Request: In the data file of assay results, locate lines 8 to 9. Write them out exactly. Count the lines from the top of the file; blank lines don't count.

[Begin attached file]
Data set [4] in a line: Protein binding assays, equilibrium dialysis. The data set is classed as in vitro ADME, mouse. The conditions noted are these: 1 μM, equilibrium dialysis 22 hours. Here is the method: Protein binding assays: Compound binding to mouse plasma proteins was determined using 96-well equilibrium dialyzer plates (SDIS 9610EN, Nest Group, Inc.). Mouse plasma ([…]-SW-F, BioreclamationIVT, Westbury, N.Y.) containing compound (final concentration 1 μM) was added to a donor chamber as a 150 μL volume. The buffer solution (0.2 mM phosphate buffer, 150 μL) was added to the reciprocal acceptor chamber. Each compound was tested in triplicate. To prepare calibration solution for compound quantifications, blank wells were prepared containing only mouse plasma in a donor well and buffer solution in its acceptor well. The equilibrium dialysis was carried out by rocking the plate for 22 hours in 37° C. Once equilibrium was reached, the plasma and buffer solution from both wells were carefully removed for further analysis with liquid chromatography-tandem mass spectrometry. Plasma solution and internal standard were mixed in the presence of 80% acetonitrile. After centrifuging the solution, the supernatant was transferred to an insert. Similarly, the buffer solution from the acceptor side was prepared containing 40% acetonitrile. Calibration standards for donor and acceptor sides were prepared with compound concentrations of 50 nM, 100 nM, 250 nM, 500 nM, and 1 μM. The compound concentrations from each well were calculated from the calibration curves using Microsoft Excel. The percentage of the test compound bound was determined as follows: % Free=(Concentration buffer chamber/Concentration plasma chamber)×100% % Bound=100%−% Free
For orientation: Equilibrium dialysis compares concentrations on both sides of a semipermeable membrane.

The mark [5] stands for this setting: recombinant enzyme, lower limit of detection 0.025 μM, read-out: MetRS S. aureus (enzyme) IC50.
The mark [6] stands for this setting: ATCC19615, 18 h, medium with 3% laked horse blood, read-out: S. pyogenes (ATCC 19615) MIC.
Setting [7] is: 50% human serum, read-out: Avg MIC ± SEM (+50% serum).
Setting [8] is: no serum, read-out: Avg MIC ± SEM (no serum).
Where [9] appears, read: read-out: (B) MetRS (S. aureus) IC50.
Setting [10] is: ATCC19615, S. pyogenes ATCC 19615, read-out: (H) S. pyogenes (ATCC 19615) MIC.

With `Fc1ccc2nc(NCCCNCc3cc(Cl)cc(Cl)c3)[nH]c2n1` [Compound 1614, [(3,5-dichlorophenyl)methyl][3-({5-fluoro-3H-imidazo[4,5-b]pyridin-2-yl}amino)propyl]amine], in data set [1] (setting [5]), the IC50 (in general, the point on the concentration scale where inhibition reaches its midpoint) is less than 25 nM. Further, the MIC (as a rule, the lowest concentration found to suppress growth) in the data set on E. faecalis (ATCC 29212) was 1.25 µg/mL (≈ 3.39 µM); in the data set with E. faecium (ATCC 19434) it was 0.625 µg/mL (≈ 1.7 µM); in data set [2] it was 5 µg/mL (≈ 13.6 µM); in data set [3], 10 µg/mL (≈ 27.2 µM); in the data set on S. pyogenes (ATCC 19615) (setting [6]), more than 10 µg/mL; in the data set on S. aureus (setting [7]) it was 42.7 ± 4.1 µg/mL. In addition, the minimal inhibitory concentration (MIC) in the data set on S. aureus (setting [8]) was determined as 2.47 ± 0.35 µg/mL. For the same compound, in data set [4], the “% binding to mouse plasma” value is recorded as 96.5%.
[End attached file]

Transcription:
Setting [10] is: ATCC19615, S. pyogenes ATCC 19615, read-out: (H) S. pyogenes (ATCC 19615) MIC.

With `Fc1ccc2nc(NCCCNCc3cc(Cl)cc(Cl)c3)[nH]c2n1` [Compound 1614, [(3,5-dichlorophenyl)methyl][3-({5-fluoro-3H-imidazo[4,5-b]pyridin-2-yl}amino)propyl]amine], in data set [1] (setting [5]), the IC50 (in general, the point on the concentration scale where inhibition reaches its midpoint) is less than 25 nM. Further, the MIC (as a rule, the lowest concentration found to suppress growth) in the data set on E. faecalis (ATCC 29212) was 1.25 µg/mL (≈ 3.39 µM); in the data set with E. faecium (ATCC 19434) it was 0.625 µg/mL (≈ 1.7 µM); in data set [2] it was 5 µg/mL (≈ 13.6 µM); in data set [3], 10 µg/mL (≈ 27.2 µM); in the data set on S. pyogenes (ATCC 19615) (setting [6]), more than 10 µg/mL; in the data set on S. aureus (setting [7]) it was 42.7 ± 4.1 µg/mL. In addition, the minimal inhibitory concentration (MIC) in the data set on S. aureus (setting [8]) was determined as 2.47 ± 0.35 µg/mL. For the same compound, in data set [4], the “% binding to mouse plasma” value is recorded as 96.5%.